According to AMP.NATSEM’s 25th Income and Wealth Report, women have come out on the bottom of the savings ladder, typically saving about $150 a year compared to the $620 a year their male counterparts manage to save.
Statistics suggest that while men are better savers from the age of 15 to 24, between the ages of 25 and 35 women save significantly more than men. However the buck stops, literally, in the over 35 age bracket when women’s savings fall to just $150 a year while men manage to rake in an average of $2,180. In fact, it’s not until the age of 55 that women begin to save more again.
By now you’ve probably put two and two together and come to the conclusion that starting a family goes some way towards causing the savings discrepancy. According to the report, compulsory superannuation contributions by employers and unpaid leave allow men to save more than women in their 30’s, 40’s and 50’s. Another major factor that contributes to the savings inconsistency is the fact that an average full-time working woman earns less than the average full-time working male. In fact, the Australian Bureau of Statistics (ABS) reports this amount to be to the tune of $415 more per week for the average Aussie bloke. And according to the Association of Superannuation Funds of Australia (ASFA) the average woman has just $45,000 in her super account, compared to the average male who has $130,000.
I’m a woman, what can I do?
No matter what your age it’s time to start saving.
1. Salary sacrifice
It’s estimated that the average Australian will need approximately 60% of their final pre-retirement salary each year to live on for 20 or so years after retirement. By sacrificing some of your salary now you can not only boost your superfund but also get a nice tax break too – contributions from your pre-tax salary are only taxed at 15%.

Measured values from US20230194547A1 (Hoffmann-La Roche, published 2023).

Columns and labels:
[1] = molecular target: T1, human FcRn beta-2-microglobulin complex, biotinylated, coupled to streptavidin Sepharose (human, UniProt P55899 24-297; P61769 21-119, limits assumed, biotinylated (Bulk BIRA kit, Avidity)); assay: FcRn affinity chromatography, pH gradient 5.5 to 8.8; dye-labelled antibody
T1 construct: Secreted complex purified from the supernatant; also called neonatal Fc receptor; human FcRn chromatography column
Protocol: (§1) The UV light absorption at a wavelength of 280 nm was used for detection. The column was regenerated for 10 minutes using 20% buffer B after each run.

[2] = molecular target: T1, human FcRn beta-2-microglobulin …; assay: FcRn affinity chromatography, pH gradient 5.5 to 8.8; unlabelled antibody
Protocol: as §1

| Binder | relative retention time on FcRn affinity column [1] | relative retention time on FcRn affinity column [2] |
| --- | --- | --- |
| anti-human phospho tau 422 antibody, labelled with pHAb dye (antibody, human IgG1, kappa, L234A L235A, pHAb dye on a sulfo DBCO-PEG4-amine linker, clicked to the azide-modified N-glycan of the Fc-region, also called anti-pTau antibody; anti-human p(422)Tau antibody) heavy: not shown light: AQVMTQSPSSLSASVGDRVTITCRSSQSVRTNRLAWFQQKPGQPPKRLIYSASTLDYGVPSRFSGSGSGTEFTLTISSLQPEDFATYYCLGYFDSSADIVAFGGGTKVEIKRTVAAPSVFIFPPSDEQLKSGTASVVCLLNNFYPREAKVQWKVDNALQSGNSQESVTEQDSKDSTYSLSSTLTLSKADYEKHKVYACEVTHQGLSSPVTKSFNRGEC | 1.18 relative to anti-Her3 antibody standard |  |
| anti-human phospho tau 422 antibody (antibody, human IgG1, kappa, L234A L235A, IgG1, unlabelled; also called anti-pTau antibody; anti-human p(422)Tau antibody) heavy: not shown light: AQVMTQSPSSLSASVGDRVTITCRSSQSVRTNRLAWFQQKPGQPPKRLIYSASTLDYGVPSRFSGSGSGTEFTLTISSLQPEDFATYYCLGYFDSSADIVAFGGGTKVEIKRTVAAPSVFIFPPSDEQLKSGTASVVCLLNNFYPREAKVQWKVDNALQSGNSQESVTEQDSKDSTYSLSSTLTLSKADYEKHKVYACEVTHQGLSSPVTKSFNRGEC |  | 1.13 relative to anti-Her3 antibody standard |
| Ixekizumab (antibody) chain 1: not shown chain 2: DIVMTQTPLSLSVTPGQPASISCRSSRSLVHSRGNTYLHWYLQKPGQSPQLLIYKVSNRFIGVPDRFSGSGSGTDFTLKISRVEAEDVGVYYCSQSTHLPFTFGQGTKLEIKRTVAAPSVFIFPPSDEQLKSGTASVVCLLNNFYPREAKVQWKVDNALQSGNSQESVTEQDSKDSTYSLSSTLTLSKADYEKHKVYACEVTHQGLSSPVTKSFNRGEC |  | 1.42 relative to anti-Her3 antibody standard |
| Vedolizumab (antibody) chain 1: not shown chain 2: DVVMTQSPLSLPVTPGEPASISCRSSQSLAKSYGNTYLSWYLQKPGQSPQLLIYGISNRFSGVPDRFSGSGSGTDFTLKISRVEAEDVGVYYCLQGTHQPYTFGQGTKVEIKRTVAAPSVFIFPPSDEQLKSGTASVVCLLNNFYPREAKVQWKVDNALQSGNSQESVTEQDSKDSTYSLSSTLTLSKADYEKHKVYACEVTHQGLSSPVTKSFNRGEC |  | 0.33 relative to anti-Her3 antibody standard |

2. High interest savings
Putting away a few dollars a day not only boosts your savings but also helps you create a positive financial habit. Term deposit accounts can be useful if you simply can’t keep your hands out of the honey pot but you’ll need a minimum amount as an initial deposit – usually around $5,000 though higher interest rates for the term of the loan can be a great bonus.
3. Pay your bills on time
According to a study by Financial Finesse, only 82% of women pay their bills on time, compared to 93% of men. Moreover, only 45% of women pay their credit card balances in full each month compared to 68% of men. All this amounts to extra interest repayments and late fees – money that could easily be contributed to a savings or super account.
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